Patent Infringement Charge Beholds Microsoft
Page 1 of 1
UPDATED: Mobile software solutions provider Visto has filed suit against Microsoft alleging that its Windows Mobile 5.0 infringes on three Visto-awarded patents.
Visto is seeking unspecified financial damages and an injunction against Microsoft to prohibit continued use of Visto's patents.
The suit against Microsoft comes just one day after Visto signed an agreement with RIM nemesis NTP for the use of its patent in Visto's mobile technologies.
The Visto lawsuit specifies three U.S. patents that Microsoft is allegedly infringing upon: "System And Method For Securely Synchronizing Multiple Copies Of A Workspace Element In A Network" (6,085,192); "System and Method for Globally and Securely Accessing Unified Information In A Computer Network" (6,708,221); and "System And Method For Using A Workspace Data Manager To Access, Manipulate And Synchronize Network Data" (6,151,606).
Visto said it developed the patented technology nearly a decade ago. The software gives users mobile access to e-mail and other data and is used by large mobile carriers including Sprint-Nextel, Vodaphone and Cingular.
Microsoft's bundling of Windows Mobile 5.0 with Microsoft Exchange, the company said, "potentially increases the rate and manner in which their infringement on Visto's patents occurs."
"For their foray into mobile e-mail and data access, Microsoft simply decided to misappropriate Visto's well-known and documented patented technology," Brian A. Bogosian, Visto's chairman, CEO and president, said in a statement.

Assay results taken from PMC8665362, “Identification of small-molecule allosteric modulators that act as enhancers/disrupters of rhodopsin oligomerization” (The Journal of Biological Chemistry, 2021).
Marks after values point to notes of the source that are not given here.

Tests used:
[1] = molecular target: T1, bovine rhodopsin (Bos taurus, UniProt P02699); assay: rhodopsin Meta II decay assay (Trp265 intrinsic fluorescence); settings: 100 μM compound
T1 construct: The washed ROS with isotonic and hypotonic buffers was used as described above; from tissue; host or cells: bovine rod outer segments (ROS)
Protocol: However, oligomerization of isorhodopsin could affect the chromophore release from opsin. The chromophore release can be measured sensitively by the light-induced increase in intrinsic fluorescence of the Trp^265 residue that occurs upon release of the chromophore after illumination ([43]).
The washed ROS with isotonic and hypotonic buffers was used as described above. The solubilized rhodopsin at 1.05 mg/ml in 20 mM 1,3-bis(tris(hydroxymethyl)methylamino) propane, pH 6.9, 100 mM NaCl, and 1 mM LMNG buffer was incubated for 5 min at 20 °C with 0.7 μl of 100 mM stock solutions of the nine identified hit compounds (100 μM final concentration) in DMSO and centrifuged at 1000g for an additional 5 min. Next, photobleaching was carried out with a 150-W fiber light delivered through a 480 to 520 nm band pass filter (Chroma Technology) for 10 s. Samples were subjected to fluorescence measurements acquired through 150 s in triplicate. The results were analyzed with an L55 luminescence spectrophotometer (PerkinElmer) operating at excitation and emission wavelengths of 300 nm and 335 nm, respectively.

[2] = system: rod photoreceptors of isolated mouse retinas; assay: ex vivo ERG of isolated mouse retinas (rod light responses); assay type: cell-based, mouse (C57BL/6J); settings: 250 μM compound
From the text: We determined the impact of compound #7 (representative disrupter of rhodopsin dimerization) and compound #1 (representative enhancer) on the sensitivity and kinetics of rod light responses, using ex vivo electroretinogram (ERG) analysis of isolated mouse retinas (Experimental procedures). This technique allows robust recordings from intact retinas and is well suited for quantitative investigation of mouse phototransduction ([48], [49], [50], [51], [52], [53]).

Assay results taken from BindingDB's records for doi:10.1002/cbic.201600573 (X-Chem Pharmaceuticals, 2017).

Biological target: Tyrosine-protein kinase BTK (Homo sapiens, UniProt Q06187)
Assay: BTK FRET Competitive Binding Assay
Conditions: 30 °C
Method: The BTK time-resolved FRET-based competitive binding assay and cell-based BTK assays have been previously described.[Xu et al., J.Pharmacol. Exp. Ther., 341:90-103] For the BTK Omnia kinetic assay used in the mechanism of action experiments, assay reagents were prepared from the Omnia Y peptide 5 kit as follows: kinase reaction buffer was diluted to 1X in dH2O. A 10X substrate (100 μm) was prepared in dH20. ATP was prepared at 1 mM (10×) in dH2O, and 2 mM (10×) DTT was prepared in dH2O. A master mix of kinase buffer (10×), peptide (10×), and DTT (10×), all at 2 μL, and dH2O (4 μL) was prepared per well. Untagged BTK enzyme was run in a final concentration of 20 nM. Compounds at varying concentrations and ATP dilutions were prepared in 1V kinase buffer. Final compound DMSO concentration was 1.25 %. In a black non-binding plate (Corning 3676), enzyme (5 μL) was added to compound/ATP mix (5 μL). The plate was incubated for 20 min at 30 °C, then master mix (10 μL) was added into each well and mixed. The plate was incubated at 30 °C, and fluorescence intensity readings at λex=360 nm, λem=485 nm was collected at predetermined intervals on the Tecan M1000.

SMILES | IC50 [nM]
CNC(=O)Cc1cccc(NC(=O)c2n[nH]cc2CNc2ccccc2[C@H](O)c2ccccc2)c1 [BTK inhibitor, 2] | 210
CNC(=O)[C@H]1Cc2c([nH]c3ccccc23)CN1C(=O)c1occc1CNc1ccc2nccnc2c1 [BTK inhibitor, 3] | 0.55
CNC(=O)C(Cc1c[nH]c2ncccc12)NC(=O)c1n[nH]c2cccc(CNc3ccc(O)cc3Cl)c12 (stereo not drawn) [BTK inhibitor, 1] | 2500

A Microsoft spokesperson was not immediately available for comment.
Research In Motion's patent nemesis NTP now also owns an equity stake in Visto, thanks to an agreement signed yesterday, which also includes licensing rights.
"This license agreement further reinforces the strength and validity of NTP founder Thomas Campana's lifelong work in the mobile communications industry as an inventor and a visionary," said Donald E. Stout, co-founder of NTP, in a statement.
"Additionally, this is a clear win for mobile e-mail users everywhere, as it provides them with a viable alternative to RIM that protects them from any NTP litigation risk."
Microsoft and Visto are hardly strangers. In February of 2004, Visto inked a preferred partnership agreement deal with Microsoft "to promote and market its Visto Mobile Personal Edition mobile e-mail/PIM solution jointly to mobile operators."
In an afternoon conference call, Bogosian said that as far as he was aware, the agreement is still in place, though he admitted that he hasn't had any conversations with Microsoft for some time about the agreement or about today's lawsuit.
"There is a Microsoft relationship with Visto. They certainly have had access to our technology and are well aware of our functionality," Bogosian said. "They certainly believed that we had superior technology."
Users of Visto Mobile can be assured of access to mobile e-mail and data, as they are licensed to use NTP's intellectual property. We are excited about our ownership stake in Visto's future."